Nioh feels like it’s too complicated. There’s a high, middle, and low stance, and it’s infested with “combos,” a style of gameplay that is more suited to fighting games than RPGs. I don’t like fighting games. I don’t like combos. I like one button that does one thing only, maybe modified by a second button.
There’s also a host of “powers” you can buy as you level up, which gives you different moves and styles and stuff that I don’t even understand. It ends up adding even more complexity to the fighting. It’s a lot to think about.
Stamina management in Nioh is considerably more punishing than Souls, too. If you run out of “ki” (aka. stamina) there’s a really good chance you’re going to die, because you can’t move, can’t dodge, can’t block, and can’t attack. You can press buttons all day long but they simply don’t work. All you can do is stand there frozen and pray that your enemy doesn’t attack you while you wait the interminable seconds for your ki to come back.
You can play Nioh with the same simple attack, block, and dodge patterns as a Souls-like and be successful, but there’s a price to pay for it: It’s usually the slowest way to defeat things, which means it requires a lot more patience and perfection.
Thusfar I find combat with trash mobs to be the most enjoyable in Nioh. There’s a fun back-and-forth that reminds me the most of Souls games. If that was all there was to Nioh, I’d probably like it a lot more. It would be a fun combat system to drop into an MMORPG for overland questing, actually.
But when you get to the mini-bosses and boss fights, you’re so far outmatched in terms of combat power that basic combat tactics become almost unusable. You’re very squishy in Nioh so you can’t take hits even from regular mobs, but against bosses the odds of a one-shot death are extremely high.
There’s Too Many Stats
Nioh has a lot of statistics to keep track of, but most of them don’t mean that much.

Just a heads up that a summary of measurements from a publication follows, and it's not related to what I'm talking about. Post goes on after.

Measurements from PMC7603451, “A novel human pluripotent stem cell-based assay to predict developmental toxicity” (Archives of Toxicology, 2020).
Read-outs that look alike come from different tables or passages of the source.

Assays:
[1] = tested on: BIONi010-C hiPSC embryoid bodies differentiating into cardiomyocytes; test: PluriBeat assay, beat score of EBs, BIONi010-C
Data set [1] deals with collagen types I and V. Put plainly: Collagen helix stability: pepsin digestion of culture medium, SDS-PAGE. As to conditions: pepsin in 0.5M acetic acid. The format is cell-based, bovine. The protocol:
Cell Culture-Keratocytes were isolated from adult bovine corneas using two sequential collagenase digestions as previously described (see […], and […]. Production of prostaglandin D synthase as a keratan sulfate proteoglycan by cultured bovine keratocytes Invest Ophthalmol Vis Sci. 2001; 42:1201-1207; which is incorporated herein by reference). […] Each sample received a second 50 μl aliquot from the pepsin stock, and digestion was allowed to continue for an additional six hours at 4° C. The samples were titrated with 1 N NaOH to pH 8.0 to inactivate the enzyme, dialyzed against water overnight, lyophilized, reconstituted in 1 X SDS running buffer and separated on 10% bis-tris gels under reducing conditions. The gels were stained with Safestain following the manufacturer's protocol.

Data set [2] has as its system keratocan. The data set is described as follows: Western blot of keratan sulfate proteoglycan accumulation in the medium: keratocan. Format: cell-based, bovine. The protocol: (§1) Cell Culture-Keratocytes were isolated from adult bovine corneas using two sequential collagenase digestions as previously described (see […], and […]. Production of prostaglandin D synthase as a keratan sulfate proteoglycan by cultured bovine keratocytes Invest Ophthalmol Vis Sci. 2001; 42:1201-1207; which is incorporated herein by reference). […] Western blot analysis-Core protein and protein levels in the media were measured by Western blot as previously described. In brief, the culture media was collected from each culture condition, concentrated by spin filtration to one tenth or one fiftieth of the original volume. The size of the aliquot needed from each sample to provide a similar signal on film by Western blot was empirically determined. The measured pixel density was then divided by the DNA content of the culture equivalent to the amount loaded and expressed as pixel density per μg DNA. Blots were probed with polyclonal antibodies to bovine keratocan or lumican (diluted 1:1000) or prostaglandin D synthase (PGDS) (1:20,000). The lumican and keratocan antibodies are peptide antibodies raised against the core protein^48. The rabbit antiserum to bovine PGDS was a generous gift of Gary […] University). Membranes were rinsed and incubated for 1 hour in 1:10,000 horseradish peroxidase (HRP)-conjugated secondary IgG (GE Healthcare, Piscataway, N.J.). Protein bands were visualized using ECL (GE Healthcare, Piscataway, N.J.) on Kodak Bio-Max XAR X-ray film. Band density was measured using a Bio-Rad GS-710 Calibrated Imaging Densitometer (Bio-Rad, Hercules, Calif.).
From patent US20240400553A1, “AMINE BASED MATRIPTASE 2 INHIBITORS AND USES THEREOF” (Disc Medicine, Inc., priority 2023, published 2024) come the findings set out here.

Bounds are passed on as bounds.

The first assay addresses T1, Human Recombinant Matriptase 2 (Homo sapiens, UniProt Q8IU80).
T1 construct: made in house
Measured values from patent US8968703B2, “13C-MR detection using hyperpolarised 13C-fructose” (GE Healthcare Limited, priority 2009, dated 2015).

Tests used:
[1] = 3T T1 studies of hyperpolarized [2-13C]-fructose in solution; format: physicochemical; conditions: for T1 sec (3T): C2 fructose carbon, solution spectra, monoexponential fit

It’s one of those games where all of the bonuses and penalties are in teeny tiny percentage increments, so they feel meaningless. So you get a new sword, and you excitedly look to see what it does, and find out it gives you +2% improvement against certain kinds of enemies. That gets nothing but an eyeroll from me, who knows a little bit about math and statistics, because that’s basically identical to +0%.
It’s the same with leveling up your character: The changes to your stats from level to level are so minor that leveling up feels inconsequential. That’s another difference from Souls games, where stat changes have very significant effects on gameplay, which is how RPGs should be.
Not to mention the tons of different consumables in the game that affect combat. I still don’t know what 90% of them are. I don’t even look at them, let alone use them.
And your choice of “spirit guardian” plays a role too. Each one has a long list of passive buffs to consider.
And there are even more passive bonuses to consider from other sources that I can’t even remember right now. It makes you feel like you’re playing in the endgame of an MMORPG, where you have to pour over pages and pages of stats to make sure you’re min-maxed properly, which isn’t the most fun thing for me to do in a game.